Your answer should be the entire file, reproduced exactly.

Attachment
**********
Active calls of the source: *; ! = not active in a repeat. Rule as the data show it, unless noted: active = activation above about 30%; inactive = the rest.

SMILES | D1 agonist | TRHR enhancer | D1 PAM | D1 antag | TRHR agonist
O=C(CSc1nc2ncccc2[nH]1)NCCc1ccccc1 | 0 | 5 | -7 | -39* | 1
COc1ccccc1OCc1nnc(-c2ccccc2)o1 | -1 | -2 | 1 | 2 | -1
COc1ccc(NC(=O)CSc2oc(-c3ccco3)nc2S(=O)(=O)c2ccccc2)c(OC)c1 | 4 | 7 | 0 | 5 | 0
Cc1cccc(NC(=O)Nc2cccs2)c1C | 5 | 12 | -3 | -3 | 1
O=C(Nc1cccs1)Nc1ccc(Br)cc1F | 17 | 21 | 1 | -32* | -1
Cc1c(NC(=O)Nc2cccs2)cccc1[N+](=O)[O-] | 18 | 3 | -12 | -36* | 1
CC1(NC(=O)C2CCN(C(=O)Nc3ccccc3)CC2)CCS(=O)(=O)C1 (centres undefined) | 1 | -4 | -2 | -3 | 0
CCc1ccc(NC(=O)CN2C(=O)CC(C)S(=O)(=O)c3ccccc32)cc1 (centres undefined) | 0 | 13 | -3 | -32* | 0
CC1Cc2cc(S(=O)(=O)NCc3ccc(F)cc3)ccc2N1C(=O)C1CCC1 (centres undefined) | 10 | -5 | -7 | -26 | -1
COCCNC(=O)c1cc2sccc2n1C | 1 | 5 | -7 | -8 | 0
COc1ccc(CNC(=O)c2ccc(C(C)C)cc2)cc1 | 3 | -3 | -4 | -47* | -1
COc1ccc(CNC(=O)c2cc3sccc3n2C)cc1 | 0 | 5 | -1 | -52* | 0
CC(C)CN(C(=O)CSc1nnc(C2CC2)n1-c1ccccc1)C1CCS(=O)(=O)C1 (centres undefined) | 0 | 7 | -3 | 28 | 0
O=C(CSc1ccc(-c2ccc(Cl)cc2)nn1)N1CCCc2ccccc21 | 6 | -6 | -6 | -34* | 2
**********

Active calls of the source: *; ! = not active in a repeat. Rule as the data show it, unless noted: active = activation above about 30%; inactive = the rest.

SMILES | D1 agonist | TRHR enhancer | D1 PAM | D1 antag | TRHR agonist
O=C(CSc1nc2ncccc2[nH]1)NCCc1ccccc1 | 0 | 5 | -7 | -39* | 1
COc1ccccc1OCc1nnc(-c2ccccc2)o1 | -1 | -2 | 1 | 2 | -1
COc1ccc(NC(=O)CSc2oc(-c3ccco3)nc2S(=O)(=O)c2ccccc2)c(OC)c1 | 4 | 7 | 0 | 5 | 0
Cc1cccc(NC(=O)Nc2cccs2)c1C | 5 | 12 | -3 | -3 | 1
O=C(Nc1cccs1)Nc1ccc(Br)cc1F | 17 | 21 | 1 | -32* | -1
Cc1c(NC(=O)Nc2cccs2)cccc1[N+](=O)[O-] | 18 | 3 | -12 | -36* | 1
CC1(NC(=O)C2CCN(C(=O)Nc3ccccc3)CC2)CCS(=O)(=O)C1 (centres undefined) | 1 | -4 | -2 | -3 | 0
CCc1ccc(NC(=O)CN2C(=O)CC(C)S(=O)(=O)c3ccccc32)cc1 (centres undefined) | 0 | 13 | -3 | -32* | 0
CC1Cc2cc(S(=O)(=O)NCc3ccc(F)cc3)ccc2N1C(=O)C1CCC1 (centres undefined) | 10 | -5 | -7 | -26 | -1
COCCNC(=O)c1cc2sccc2n1C | 1 | 5 | -7 | -8 | 0
COc1ccc(CNC(=O)c2ccc(C(C)C)cc2)cc1 | 3 | -3 | -4 | -47* | -1
COc1ccc(CNC(=O)c2cc3sccc3n2C)cc1 | 0 | 5 | -1 | -52* | 0
CC(C)CN(C(=O)CSc1nnc(C2CC2)n1-c1ccccc1)C1CCS(=O)(=O)C1 (centres undefined) | 0 | 7 | -3 | 28 | 0
O=C(CSc1ccc(-c2ccc(Cl)cc2)nn1)N1CCCc2ccccc21 | 6 | -6 | -6 | -34* | 2